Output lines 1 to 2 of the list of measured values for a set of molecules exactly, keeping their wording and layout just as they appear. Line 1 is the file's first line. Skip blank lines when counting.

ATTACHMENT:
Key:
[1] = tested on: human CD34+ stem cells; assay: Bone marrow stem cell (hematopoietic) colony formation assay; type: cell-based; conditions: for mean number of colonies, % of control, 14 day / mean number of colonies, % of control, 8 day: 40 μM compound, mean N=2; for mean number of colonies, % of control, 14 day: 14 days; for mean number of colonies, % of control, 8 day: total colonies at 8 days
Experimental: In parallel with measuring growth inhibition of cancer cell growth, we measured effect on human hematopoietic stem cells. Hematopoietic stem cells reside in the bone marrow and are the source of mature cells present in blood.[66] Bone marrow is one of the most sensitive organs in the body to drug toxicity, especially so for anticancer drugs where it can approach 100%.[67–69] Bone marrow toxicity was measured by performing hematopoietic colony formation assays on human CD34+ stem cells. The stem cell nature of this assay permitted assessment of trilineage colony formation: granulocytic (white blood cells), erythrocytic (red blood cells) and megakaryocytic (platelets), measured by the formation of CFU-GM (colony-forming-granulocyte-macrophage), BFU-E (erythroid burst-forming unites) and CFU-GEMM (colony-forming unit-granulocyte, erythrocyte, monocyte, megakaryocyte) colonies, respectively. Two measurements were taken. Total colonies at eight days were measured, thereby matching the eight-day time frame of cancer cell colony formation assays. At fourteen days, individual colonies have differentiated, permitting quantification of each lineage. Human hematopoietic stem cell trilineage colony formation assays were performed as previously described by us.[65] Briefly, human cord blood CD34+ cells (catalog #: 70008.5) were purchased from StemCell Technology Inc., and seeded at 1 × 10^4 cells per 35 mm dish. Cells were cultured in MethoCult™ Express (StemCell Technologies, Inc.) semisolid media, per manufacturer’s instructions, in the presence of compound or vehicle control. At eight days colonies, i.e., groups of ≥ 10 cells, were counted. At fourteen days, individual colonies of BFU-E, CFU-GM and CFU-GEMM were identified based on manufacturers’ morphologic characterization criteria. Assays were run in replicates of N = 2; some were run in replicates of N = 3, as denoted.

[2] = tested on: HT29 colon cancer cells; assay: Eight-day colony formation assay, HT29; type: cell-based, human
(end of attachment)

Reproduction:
Key:
[1] = tested on: human CD34+ stem cells; assay: Bone marrow stem cell (hematopoietic) colony formation assay; type: cell-based; conditions: for mean number of colonies, % of control, 14 day / mean number of colonies, % of control, 8 day: 40 μM compound, mean N=2; for mean number of colonies, % of control, 14 day: 14 days; for mean number of colonies, % of control, 8 day: total colonies at 8 days